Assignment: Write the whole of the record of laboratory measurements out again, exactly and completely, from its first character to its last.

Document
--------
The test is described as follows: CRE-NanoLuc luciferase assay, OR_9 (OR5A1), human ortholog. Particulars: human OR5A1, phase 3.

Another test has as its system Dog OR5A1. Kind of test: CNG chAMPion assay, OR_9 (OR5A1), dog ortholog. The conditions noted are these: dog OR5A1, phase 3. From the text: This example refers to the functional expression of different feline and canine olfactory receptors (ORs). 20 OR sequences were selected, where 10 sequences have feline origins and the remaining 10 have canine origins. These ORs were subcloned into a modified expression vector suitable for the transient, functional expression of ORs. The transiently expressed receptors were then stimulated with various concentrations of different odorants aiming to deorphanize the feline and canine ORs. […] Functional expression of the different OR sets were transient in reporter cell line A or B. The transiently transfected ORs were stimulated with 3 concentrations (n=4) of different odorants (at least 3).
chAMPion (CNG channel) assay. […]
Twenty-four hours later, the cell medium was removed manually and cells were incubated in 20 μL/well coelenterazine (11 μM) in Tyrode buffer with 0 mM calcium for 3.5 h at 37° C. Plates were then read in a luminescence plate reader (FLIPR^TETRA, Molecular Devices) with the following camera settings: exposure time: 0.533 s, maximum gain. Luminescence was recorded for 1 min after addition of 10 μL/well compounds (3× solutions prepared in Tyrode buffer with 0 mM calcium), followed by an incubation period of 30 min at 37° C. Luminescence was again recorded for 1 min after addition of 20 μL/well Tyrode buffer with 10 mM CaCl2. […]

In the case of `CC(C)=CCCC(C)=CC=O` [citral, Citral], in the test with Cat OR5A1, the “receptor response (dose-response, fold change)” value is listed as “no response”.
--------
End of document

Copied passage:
The test is described as follows: CRE-NanoLuc luciferase assay, OR_9 (OR5A1), human ortholog. Particulars: human OR5A1, phase 3.

Another test has as its system Dog OR5A1. Kind of test: CNG chAMPion assay, OR_9 (OR5A1), dog ortholog. The conditions noted are these: dog OR5A1, phase 3. From the text: This example refers to the functional expression of different feline and canine olfactory receptors (ORs). 20 OR sequences were selected, where 10 sequences have feline origins and the remaining 10 have canine origins. These ORs were subcloned into a modified expression vector suitable for the transient, functional expression of ORs. The transiently expressed receptors were then stimulated with various concentrations of different odorants aiming to deorphanize the feline and canine ORs. […] Functional expression of the different OR sets were transient in reporter cell line A or B. The transiently transfected ORs were stimulated with 3 concentrations (n=4) of different odorants (at least 3).
chAMPion (CNG channel) assay. […]
Twenty-four hours later, the cell medium was removed manually and cells were incubated in 20 μL/well coelenterazine (11 μM) in Tyrode buffer with 0 mM calcium for 3.5 h at 37° C. Plates were then read in a luminescence plate reader (FLIPR^TETRA, Molecular Devices) with the following camera settings: exposure time: 0.533 s, maximum gain. Luminescence was recorded for 1 min after addition of 10 μL/well compounds (3× solutions prepared in Tyrode buffer with 0 mM calcium), followed by an incubation period of 30 min at 37° C. Luminescence was again recorded for 1 min after addition of 20 μL/well Tyrode buffer with 10 mM CaCl2. […]

In the case of `CC(C)=CCCC(C)=CC=O` [citral, Citral], in the test with Cat OR5A1, the “receptor response (dose-response, fold change)” value is listed as “no response”.